Association for Behavior Analysis International

The Association for Behavior Analysis International® (ABAI) is a nonprofit membership organization with the mission to contribute to the well-being of society by developing, enhancing, and supporting the growth and vitality of the science of behavior analysis through research, education, and practice.

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47th Annual Convention; Online; 2021

All times listed are Eastern time (GMT-4 at the time of the convention in May).

Event Details

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Poster Session #95
Saturday, May 29, 2021
1:00 PM–3:00 PM
Online
78.

The Effects of Repeated Exposure to an Arithmetic Problem of Rates of Mediating Verbal Behavior

Area: VRB; Domain: Basic Research
MIKE HARMAN (Briar Cliff University), Summer Williams (Briar Cliff University ), James House (Briar Cliff University), Tiffany Kodak (Marquette University)
Discussant: Lauren K. Schnell (Hunter College)
Abstract:

The purpose of this study was to evaluate the extent to which a final verbal response is dependent on mediating verbal behavior (covert or overt) occurring between the offset of the discriminative stimulus and the target response. Furthermore, this study measured changes in rates of mediating verbal behavior across five exposures to a discriminative stimulus. Participants solved fifty arithmetic problems with no accompanying visual stimuli while continuously emitting overt verbal behavior. For some problems, distractor stimuli were present (experimental condition) and for others, distractor stimuli were absent (control condition). The experimenter collected data on participants’ mean latency to respond, accuracy, and rates of echoic and self-echoic responses emitted during the response interval. Participants’ mean latency to respond significantly decreased across exposures, but decreased to a greater degree in the control condition. Participants’ mean accuracy significantly increased across exposures, but increased to a greater degree in the control condition. Participants’ mean rates of echoic and self-echoic responses significantly decreased across exposures, but decreased to a greater degree in the control condition. The results of this study indicate that the necessity of verbal mediation may depend on (a) the presence of distractor stimuli, and (b) the learning history with the discriminative stimulus.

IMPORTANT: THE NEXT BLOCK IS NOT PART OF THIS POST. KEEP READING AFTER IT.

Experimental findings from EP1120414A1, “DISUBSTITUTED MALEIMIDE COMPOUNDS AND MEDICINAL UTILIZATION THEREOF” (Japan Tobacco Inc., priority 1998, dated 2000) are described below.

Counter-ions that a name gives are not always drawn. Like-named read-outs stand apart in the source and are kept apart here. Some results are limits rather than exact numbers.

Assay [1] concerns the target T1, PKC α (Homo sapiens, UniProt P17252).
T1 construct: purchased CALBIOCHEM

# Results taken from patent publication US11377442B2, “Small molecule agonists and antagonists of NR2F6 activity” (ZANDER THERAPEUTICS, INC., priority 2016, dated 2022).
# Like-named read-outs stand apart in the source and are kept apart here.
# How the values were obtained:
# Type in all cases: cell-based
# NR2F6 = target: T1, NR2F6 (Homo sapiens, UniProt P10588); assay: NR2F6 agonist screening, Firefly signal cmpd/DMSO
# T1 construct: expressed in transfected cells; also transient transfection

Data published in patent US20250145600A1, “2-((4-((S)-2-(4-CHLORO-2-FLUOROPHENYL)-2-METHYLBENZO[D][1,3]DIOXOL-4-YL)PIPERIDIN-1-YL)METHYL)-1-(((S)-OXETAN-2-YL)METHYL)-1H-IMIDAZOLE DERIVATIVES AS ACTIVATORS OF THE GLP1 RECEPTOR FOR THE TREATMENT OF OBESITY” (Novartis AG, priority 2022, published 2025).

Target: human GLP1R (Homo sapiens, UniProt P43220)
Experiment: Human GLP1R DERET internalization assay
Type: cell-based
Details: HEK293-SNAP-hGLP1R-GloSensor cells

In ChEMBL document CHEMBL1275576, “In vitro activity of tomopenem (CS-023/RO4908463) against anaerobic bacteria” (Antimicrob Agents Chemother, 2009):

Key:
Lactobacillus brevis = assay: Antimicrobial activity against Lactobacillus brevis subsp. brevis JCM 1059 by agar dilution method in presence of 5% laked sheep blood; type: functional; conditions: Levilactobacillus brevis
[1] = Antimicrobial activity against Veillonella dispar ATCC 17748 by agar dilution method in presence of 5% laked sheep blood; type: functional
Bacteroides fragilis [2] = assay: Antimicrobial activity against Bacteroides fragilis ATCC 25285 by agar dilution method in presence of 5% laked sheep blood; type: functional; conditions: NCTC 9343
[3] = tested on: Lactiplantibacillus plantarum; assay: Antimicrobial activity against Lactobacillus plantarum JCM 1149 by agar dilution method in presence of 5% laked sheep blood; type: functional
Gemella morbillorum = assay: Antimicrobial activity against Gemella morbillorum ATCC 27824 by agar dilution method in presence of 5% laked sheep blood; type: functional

79.

Content Validity Evidence for the Verbal Behavior Milestones Assessment and Placement Program

Area: VRB; Domain: Theory
KRISTEN LENAE PADILLA-MAINOR (Baylor University), Jessica Akers (Baylor University)
Discussant: Lauren K. Schnell (Hunter College)
Abstract:

The purpose of this study is to provide content validity evidence for the Verbal Behavior Milestones Assessment and Placement Program (VB-MAPP). A national panel of 13 experts provided an evaluation of the domain relevance, age appropriateness, method of measurement appropriateness, and domain representation across the three levels of the Milestones Assessment, Early Echoic Skills Assessment (EESA), and Barriers Assessment. Overall, the content validity evidence for the VB-MAPP Milestones, EESA, and Barriers Assessment was moderate to strong across the evaluated areas although there were areas with limited or conflicting support. The evidence suggests that the scores of the VB-MAPP provide information relevant to the target behaviors of interest but a few domains may not be fully represented by their specific items.

 
80.

Teaching Sentences by Equivalence-Based-Instruction and Effects Over Other Sequential Performances in a Child With Cochlear Implant

Area: VRB; Domain: Applied Research
ANA CLAUDIA MOREIRA MOREIRA ALMEIDA VERDU (Universidade Estadual Paulista; National Institute of Science and Technology on Behavior, Cognition and Teaching), Matheus Shibukawa (Universidade Estadual Paulista), Leandra Silva (Rehabilitation Hospital for Craniofacial Anomalies; University of São Paulo), Anderson Neves (Universidade Estadual Paulista; National Institute of Science and Technology on Behavior, Cognition and Teaching)